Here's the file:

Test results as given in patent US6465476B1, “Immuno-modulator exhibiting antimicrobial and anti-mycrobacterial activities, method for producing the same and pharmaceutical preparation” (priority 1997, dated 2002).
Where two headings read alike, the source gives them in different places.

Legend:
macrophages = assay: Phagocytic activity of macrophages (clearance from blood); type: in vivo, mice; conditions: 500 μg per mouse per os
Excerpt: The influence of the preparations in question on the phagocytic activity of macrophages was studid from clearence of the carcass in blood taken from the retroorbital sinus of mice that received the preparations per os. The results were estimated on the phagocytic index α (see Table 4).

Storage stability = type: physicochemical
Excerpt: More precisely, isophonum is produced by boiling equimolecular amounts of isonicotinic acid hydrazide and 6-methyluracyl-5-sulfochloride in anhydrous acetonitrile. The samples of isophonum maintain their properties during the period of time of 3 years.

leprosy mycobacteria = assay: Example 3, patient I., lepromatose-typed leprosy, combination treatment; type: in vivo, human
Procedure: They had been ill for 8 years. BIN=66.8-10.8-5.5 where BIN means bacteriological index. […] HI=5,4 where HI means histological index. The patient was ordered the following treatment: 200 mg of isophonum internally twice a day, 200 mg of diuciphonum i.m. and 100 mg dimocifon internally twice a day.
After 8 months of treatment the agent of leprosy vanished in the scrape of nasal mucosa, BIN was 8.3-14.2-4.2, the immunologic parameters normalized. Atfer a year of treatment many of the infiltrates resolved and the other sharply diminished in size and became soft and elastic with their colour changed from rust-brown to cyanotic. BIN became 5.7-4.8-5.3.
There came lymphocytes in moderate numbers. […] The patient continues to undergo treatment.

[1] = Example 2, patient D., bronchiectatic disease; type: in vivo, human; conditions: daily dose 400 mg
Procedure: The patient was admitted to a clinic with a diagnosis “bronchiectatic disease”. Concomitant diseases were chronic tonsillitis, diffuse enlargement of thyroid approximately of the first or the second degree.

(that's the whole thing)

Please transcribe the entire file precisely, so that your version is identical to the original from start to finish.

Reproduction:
Test results as given in patent US6465476B1, “Immuno-modulator exhibiting antimicrobial and anti-mycrobacterial activities, method for producing the same and pharmaceutical preparation” (priority 1997, dated 2002).
Where two headings read alike, the source gives them in different places.

Legend:
macrophages = assay: Phagocytic activity of macrophages (clearance from blood); type: in vivo, mice; conditions: 500 μg per mouse per os
Excerpt: The influence of the preparations in question on the phagocytic activity of macrophages was studid from clearence of the carcass in blood taken from the retroorbital sinus of mice that received the preparations per os. The results were estimated on the phagocytic index α (see Table 4).

Storage stability = type: physicochemical
Excerpt: More precisely, isophonum is produced by boiling equimolecular amounts of isonicotinic acid hydrazide and 6-methyluracyl-5-sulfochloride in anhydrous acetonitrile. The samples of isophonum maintain their properties during the period of time of 3 years.

leprosy mycobacteria = assay: Example 3, patient I., lepromatose-typed leprosy, combination treatment; type: in vivo, human
Procedure: They had been ill for 8 years. BIN=66.8-10.8-5.5 where BIN means bacteriological index. […] HI=5,4 where HI means histological index. The patient was ordered the following treatment: 200 mg of isophonum internally twice a day, 200 mg of diuciphonum i.m. and 100 mg dimocifon internally twice a day.
After 8 months of treatment the agent of leprosy vanished in the scrape of nasal mucosa, BIN was 8.3-14.2-4.2, the immunologic parameters normalized. Atfer a year of treatment many of the infiltrates resolved and the other sharply diminished in size and became soft and elastic with their colour changed from rust-brown to cyanotic. BIN became 5.7-4.8-5.3.
There came lymphocytes in moderate numbers. […] The patient continues to undergo treatment.

[1] = Example 2, patient D., bronchiectatic disease; type: in vivo, human; conditions: daily dose 400 mg
Procedure: The patient was admitted to a clinic with a diagnosis “bronchiectatic disease”. Concomitant diseases were chronic tonsillitis, diffuse enlargement of thyroid approximately of the first or the second degree.